Through the centuries major changes have taken place in the ability of states to prevent the movement of ships or particular goods over the sea lanes of the world.1 Some of the changes have been wrought by technological evolution, some by increasing importance of seaborne trade, and some by alterations in the structure of international relations. The combined effect has profoundly af- fected both the way maritime blockades are conducted in the twenty-first cen- tury and the means employed for them. In large measure, it has also rendered the traditional law of blockade obsolete.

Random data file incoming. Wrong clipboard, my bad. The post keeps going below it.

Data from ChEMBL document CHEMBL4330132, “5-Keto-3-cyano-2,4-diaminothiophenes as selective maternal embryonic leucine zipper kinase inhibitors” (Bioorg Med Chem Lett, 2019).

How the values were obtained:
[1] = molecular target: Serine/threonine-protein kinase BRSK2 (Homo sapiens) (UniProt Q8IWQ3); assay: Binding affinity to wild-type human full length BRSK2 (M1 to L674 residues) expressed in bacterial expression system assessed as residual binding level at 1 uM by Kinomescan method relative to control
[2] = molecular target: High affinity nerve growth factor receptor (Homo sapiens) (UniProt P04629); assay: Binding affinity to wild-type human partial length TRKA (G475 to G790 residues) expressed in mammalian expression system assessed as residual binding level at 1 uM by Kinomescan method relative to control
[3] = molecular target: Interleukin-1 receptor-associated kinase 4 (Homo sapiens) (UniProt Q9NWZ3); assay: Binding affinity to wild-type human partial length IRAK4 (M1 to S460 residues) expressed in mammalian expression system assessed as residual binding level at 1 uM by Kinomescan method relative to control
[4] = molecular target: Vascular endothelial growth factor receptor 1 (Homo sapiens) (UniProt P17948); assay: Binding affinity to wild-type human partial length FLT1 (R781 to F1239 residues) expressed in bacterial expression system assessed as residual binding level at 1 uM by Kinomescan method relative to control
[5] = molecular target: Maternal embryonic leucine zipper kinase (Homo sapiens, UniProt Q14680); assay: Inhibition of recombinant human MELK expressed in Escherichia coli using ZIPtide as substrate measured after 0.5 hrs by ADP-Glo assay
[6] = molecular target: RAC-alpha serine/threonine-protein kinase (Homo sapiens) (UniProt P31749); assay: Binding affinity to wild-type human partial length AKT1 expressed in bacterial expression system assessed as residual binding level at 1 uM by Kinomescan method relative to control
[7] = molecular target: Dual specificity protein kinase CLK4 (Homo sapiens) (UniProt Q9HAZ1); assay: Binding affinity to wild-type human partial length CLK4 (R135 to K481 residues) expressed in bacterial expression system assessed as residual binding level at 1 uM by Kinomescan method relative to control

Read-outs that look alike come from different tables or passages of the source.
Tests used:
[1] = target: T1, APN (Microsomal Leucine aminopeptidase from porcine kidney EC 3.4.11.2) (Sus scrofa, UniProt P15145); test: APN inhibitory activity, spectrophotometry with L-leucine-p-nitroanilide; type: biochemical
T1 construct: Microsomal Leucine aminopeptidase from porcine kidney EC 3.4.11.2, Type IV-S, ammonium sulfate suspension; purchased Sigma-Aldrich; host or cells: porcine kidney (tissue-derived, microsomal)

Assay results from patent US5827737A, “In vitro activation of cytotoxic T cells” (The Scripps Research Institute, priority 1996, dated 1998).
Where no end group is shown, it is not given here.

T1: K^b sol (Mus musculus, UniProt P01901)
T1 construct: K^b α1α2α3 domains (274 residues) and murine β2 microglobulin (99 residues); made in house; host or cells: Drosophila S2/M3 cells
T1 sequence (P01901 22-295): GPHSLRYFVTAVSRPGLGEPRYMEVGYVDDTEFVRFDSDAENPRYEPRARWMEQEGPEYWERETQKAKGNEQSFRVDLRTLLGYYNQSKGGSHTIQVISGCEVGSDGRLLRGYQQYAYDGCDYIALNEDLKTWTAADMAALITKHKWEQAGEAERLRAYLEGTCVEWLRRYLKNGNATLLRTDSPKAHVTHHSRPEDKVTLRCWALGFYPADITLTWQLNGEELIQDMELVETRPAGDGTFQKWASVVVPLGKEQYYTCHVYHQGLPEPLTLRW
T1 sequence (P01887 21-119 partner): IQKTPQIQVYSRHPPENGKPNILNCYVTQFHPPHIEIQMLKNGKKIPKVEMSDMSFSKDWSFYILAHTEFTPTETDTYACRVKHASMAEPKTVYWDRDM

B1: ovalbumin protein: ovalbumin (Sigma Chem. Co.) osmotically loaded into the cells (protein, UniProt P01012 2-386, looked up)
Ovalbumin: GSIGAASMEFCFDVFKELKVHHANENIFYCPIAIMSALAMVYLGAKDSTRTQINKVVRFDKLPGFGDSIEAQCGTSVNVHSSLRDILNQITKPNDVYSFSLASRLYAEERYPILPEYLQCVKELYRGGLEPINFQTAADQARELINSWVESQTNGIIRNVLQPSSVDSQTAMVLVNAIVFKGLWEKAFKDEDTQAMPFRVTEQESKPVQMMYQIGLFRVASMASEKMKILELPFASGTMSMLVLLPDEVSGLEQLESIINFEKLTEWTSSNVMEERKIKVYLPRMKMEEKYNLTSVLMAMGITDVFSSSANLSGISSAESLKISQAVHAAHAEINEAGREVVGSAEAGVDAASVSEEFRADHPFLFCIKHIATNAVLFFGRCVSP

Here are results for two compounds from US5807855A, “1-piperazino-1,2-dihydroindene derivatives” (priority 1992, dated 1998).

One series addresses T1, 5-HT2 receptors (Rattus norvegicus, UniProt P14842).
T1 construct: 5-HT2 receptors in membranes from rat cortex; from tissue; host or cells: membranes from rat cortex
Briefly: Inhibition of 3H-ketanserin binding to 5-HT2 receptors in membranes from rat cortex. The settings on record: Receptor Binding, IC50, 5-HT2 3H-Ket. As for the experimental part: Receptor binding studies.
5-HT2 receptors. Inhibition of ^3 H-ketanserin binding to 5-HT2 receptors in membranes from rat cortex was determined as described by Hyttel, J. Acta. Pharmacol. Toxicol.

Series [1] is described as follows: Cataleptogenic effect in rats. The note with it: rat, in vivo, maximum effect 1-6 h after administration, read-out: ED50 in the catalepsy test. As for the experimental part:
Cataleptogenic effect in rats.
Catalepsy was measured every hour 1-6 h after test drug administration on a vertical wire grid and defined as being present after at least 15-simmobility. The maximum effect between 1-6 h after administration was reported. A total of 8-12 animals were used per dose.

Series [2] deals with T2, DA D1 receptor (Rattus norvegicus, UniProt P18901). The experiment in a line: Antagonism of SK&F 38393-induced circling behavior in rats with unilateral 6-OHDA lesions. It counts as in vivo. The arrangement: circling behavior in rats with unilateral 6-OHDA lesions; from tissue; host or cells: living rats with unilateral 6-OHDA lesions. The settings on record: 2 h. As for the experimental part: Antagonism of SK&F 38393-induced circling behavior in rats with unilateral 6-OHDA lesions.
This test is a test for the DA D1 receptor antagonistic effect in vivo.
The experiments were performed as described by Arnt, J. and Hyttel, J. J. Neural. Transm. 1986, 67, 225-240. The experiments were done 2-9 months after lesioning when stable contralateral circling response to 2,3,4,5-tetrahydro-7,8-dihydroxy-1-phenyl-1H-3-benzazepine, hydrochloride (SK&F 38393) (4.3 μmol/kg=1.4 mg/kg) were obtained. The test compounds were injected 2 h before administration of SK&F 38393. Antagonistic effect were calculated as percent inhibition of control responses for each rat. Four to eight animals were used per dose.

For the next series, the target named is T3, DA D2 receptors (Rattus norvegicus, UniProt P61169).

Barnett, Roger W.
"Technology and Naval Blockade,"
Naval War College Review: Vol. 58
, Article 5.
Available at: http://digital-commons.usnwc.edu/nwc-review/vol58/iss3/5